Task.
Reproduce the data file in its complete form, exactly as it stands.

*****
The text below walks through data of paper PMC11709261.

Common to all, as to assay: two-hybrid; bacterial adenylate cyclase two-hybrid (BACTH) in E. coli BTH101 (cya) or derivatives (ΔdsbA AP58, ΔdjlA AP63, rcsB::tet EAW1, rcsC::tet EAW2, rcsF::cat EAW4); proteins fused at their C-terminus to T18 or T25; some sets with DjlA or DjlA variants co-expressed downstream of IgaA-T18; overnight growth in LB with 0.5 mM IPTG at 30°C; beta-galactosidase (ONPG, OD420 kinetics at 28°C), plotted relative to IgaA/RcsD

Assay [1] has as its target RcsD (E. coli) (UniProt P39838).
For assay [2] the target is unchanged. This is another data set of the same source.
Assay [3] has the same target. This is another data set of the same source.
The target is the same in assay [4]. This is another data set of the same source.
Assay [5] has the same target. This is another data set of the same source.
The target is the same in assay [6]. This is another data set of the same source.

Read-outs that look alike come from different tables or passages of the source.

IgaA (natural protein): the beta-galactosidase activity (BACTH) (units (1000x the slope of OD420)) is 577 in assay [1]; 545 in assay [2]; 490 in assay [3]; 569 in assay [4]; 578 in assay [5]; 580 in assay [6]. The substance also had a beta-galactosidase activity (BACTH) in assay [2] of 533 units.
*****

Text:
The text below walks through data of paper PMC11709261.

Common to all, as to assay: two-hybrid; bacterial adenylate cyclase two-hybrid (BACTH) in E. coli BTH101 (cya) or derivatives (ΔdsbA AP58, ΔdjlA AP63, rcsB::tet EAW1, rcsC::tet EAW2, rcsF::cat EAW4); proteins fused at their C-terminus to T18 or T25; some sets with DjlA or DjlA variants co-expressed downstream of IgaA-T18; overnight growth in LB with 0.5 mM IPTG at 30°C; beta-galactosidase (ONPG, OD420 kinetics at 28°C), plotted relative to IgaA/RcsD

Assay [1] has as its target RcsD (E. coli) (UniProt P39838).
For assay [2] the target is unchanged. This is another data set of the same source.
Assay [3] has the same target. This is another data set of the same source.
The target is the same in assay [4]. This is another data set of the same source.
Assay [5] has the same target. This is another data set of the same source.
The target is the same in assay [6]. This is another data set of the same source.

Read-outs that look alike come from different tables or passages of the source.

IgaA (natural protein): the beta-galactosidase activity (BACTH) (units (1000x the slope of OD420)) is 577 in assay [1]; 545 in assay [2]; 490 in assay [3]; 569 in assay [4]; 578 in assay [5]; 580 in assay [6]. The substance also had a beta-galactosidase activity (BACTH) in assay [2] of 533 units.